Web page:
Beverage and snack giant PepsiCo (PEP 115.74, +3.15, +2.80%) trades
2.8% higher on Friday in response to what is largely being viewed as good
enough full year 2019 guidance, which draws aid from cost cutting measures.
PepsiCo’s guidance was perhaps the point that drew the most investor attention in this morning’s report. Management sees full year 2019 core earnings per share (EPS) of $5.50, a 3% decline compared to 2019 core earnings of $5.56. PepsiCo’s earnings outlook hinges on market consensus rates implying a 2-percentage point foreign exchange translation headwind to both reported net revenues and EPS. The outlook also considers the company’s expectations for:
- Full-year organic revenue growth of 4%.
- A core effective tax rate of approximately 21%, which compares to a rate of 18.8% in 2018.
- A decline in core constant currency EPS of approximately 1%, which incorporates lapping a number of strategic asset-sale and refranchising gains from 2018, the expected increased core effective tax rate, and expected 2019 incremental investments to strengthen the business.
- Approximately $9 bln in cash from operating activities and free cash flow of approximately $5 bln, which assumes net capital spending of approximately $4.5 bln.
- Total cash returns to shareholders of approximately $8 bln, comprised of approximately $5 bln in dividends and share repurchases of approximately $3 bln.
PepsiCo management also outlined long-term financial expectations for 4-6% organic revenue growth, core operating margin expansion of 20 to 30 basis points, high-single-digit core constant currency EPS growth, and increasing core net returns on invested capital.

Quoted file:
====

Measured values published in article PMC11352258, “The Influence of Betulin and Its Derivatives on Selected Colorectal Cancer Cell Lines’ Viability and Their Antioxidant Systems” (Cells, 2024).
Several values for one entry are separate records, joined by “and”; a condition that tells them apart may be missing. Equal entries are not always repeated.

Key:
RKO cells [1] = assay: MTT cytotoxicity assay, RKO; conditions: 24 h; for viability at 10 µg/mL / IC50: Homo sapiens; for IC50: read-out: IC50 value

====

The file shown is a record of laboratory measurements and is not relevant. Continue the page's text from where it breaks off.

To offset certain headwinds, the company expects to generate
productivity savings of at least $1 bln annually through 2023 (an extension of
the company’s previous target of $1 bln annual savings through the end of
Contributing to the productivity goal are expected savings from certain restructuring actions that are intended to enable the company to leverage new technology and business models to further simplify, harmonize, and automate processes; re-engineer its go-to-market and information systems, including deploying the right automation for each market; simplify its organization and optimize its manufacturing and supply chain footprint. In connection with these restructuring actions, the company expects to incur pre-tax charges of approximately $2.5 bln through 2023 (of which the cash portion is approximately $1.6 bln).
In connection with this program pre-tax charges will consist of approximately 70% of severance and other employee-related costs, 15% for asset impairments (all non-cash) resulting from plant closures and related actions, and 15% for other costs associated with the implementation of these productivity initiatives. PepsiCo expects that these pre-tax charges will result in cash expenditures of approximately $1.6 bln, of which PepsiCo expects approximately $450 mln to be reflected in its 2019 cash flows and the balance to be reflected in its 2020 through 2023 cash flows. PepsiCo expects to incur the majority of the pre-tax charges and cash expenditures in its 2019 and 2020 results.
The guidance came in conjunction with the fourth quarter print, which was largely in-line with what the Street had expected. Specifically, Q4 EPS came in at $1.49 and revenues were unchanged on a year-over-year basis at $19.52 bln.
By far the strongest segment was perhaps PepsiCo’s most well-known: Frito-Lay North America. Sales in the segment were up 4% to $5.00 bln in the period while the North American Beverages business saw revenue growth of 2% in the quarter to $6.01 bln. All other groups turned in revenue declines compared to last year – Quaker Foods North America -0.5%, Latin America -1%, Europe Sub-Saharan Africa -3%, and Asia, Middle East, and North Africa -8%. Simply put, although smaller as a percentage of overall sales, operations outside of North America served to offset domestic strength.
PepsiCo’s mostly “okay” outlook comes just a day after peer Coca-Cola (KO 45.71, +0.12, +0.25%) gave expectations for slowing sales in the next fiscal year. Specifically, the Atlanta-based beverage maker stated that it expects 4% organic revenue growth in 2019 compared to the 5% growth it saw in the just-finished full year 2018 period as the company is cognizant of slowing growth in emerging and developing markets.